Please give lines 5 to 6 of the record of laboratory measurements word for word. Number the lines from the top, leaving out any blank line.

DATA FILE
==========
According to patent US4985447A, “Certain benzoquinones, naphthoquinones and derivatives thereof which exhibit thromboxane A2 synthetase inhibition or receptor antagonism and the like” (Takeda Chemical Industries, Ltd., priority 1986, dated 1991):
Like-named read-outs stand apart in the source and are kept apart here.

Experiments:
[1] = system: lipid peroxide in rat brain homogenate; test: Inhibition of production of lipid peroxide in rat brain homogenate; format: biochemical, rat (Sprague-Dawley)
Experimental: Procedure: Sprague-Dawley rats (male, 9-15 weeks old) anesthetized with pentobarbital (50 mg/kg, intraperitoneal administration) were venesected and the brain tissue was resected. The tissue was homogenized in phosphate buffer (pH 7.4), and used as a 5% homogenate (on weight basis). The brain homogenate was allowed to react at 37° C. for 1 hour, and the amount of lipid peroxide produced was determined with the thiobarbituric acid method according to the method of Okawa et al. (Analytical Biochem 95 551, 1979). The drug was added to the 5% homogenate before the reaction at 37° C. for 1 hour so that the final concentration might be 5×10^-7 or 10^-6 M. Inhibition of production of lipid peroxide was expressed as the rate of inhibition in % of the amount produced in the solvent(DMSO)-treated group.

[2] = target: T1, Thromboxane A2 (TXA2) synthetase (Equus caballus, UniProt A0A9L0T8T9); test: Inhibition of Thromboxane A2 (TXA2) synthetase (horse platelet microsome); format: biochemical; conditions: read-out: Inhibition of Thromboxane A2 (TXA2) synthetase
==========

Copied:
Experimental: Procedure: Sprague-Dawley rats (male, 9-15 weeks old) anesthetized with pentobarbital (50 mg/kg, intraperitoneal administration) were venesected and the brain tissue was resected. The tissue was homogenized in phosphate buffer (pH 7.4), and used as a 5% homogenate (on weight basis). The brain homogenate was allowed to react at 37° C. for 1 hour, and the amount of lipid peroxide produced was determined with the thiobarbituric acid method according to the method of Okawa et al. (Analytical Biochem 95 551, 1979). The drug was added to the 5% homogenate before the reaction at 37° C. for 1 hour so that the final concentration might be 5×10^-7 or 10^-6 M. Inhibition of production of lipid peroxide was expressed as the rate of inhibition in % of the amount produced in the solvent(DMSO)-treated group.

[2] = target: T1, Thromboxane A2 (TXA2) synthetase (Equus caballus, UniProt A0A9L0T8T9); test: Inhibition of Thromboxane A2 (TXA2) synthetase (horse platelet microsome); format: biochemical; conditions: read-out: Inhibition of Thromboxane A2 (TXA2) synthetase